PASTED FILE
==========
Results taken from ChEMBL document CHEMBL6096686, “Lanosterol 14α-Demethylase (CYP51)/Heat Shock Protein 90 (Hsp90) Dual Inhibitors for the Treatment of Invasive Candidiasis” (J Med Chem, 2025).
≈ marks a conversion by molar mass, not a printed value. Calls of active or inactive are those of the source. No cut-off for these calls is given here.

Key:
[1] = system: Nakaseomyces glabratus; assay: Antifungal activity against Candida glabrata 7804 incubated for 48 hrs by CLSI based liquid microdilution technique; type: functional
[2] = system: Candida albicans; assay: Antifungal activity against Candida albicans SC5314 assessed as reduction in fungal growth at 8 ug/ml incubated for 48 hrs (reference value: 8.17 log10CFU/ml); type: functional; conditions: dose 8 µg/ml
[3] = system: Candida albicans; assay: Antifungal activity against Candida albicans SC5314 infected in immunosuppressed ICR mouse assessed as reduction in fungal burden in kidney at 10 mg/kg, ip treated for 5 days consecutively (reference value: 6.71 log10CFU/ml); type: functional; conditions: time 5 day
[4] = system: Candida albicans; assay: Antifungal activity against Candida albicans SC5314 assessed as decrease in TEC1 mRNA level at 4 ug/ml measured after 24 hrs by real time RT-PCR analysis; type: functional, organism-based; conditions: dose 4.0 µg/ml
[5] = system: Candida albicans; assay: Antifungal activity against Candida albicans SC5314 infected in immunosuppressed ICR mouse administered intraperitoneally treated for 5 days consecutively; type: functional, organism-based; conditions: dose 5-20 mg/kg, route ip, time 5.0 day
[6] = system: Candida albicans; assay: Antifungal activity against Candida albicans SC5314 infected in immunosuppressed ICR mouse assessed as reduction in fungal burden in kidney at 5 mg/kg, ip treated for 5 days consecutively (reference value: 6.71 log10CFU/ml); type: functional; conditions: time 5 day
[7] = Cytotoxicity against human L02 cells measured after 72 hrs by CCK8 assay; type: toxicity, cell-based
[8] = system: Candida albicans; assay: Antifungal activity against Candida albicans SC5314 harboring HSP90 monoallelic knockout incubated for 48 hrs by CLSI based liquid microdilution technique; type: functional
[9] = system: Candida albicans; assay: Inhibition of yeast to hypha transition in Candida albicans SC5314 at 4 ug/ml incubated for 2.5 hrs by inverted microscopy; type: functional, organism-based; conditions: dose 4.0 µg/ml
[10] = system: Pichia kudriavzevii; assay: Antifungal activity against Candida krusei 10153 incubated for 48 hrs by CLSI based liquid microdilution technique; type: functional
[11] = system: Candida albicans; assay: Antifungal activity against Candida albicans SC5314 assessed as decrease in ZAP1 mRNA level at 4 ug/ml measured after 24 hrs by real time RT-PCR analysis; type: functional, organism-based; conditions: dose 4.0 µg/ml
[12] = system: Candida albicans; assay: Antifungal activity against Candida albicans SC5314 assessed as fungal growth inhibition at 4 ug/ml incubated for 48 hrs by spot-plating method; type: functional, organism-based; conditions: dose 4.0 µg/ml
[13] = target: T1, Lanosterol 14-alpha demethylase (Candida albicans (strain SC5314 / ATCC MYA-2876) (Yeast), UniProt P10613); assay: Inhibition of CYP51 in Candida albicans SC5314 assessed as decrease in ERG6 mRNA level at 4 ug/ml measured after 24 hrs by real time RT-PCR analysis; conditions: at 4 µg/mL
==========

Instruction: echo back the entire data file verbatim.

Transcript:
Results taken from ChEMBL document CHEMBL6096686, “Lanosterol 14α-Demethylase (CYP51)/Heat Shock Protein 90 (Hsp90) Dual Inhibitors for the Treatment of Invasive Candidiasis” (J Med Chem, 2025).
≈ marks a conversion by molar mass, not a printed value. Calls of active or inactive are those of the source. No cut-off for these calls is given here.

Key:
[1] = system: Nakaseomyces glabratus; assay: Antifungal activity against Candida glabrata 7804 incubated for 48 hrs by CLSI based liquid microdilution technique; type: functional
[2] = system: Candida albicans; assay: Antifungal activity against Candida albicans SC5314 assessed as reduction in fungal growth at 8 ug/ml incubated for 48 hrs (reference value: 8.17 log10CFU/ml); type: functional; conditions: dose 8 µg/ml
[3] = system: Candida albicans; assay: Antifungal activity against Candida albicans SC5314 infected in immunosuppressed ICR mouse assessed as reduction in fungal burden in kidney at 10 mg/kg, ip treated for 5 days consecutively (reference value: 6.71 log10CFU/ml); type: functional; conditions: time 5 day
[4] = system: Candida albicans; assay: Antifungal activity against Candida albicans SC5314 assessed as decrease in TEC1 mRNA level at 4 ug/ml measured after 24 hrs by real time RT-PCR analysis; type: functional, organism-based; conditions: dose 4.0 µg/ml
[5] = system: Candida albicans; assay: Antifungal activity against Candida albicans SC5314 infected in immunosuppressed ICR mouse administered intraperitoneally treated for 5 days consecutively; type: functional, organism-based; conditions: dose 5-20 mg/kg, route ip, time 5.0 day
[6] = system: Candida albicans; assay: Antifungal activity against Candida albicans SC5314 infected in immunosuppressed ICR mouse assessed as reduction in fungal burden in kidney at 5 mg/kg, ip treated for 5 days consecutively (reference value: 6.71 log10CFU/ml); type: functional; conditions: time 5 day
[7] = Cytotoxicity against human L02 cells measured after 72 hrs by CCK8 assay; type: toxicity, cell-based
[8] = system: Candida albicans; assay: Antifungal activity against Candida albicans SC5314 harboring HSP90 monoallelic knockout incubated for 48 hrs by CLSI based liquid microdilution technique; type: functional
[9] = system: Candida albicans; assay: Inhibition of yeast to hypha transition in Candida albicans SC5314 at 4 ug/ml incubated for 2.5 hrs by inverted microscopy; type: functional, organism-based; conditions: dose 4.0 µg/ml
[10] = system: Pichia kudriavzevii; assay: Antifungal activity against Candida krusei 10153 incubated for 48 hrs by CLSI based liquid microdilution technique; type: functional
[11] = system: Candida albicans; assay: Antifungal activity against Candida albicans SC5314 assessed as decrease in ZAP1 mRNA level at 4 ug/ml measured after 24 hrs by real time RT-PCR analysis; type: functional, organism-based; conditions: dose 4.0 µg/ml
[12] = system: Candida albicans; assay: Antifungal activity against Candida albicans SC5314 assessed as fungal growth inhibition at 4 ug/ml incubated for 48 hrs by spot-plating method; type: functional, organism-based; conditions: dose 4.0 µg/ml
[13] = target: T1, Lanosterol 14-alpha demethylase (Candida albicans (strain SC5314 / ATCC MYA-2876) (Yeast), UniProt P10613); assay: Inhibition of CYP51 in Candida albicans SC5314 assessed as decrease in ERG6 mRNA level at 4 ug/ml measured after 24 hrs by real time RT-PCR analysis; conditions: at 4 µg/mL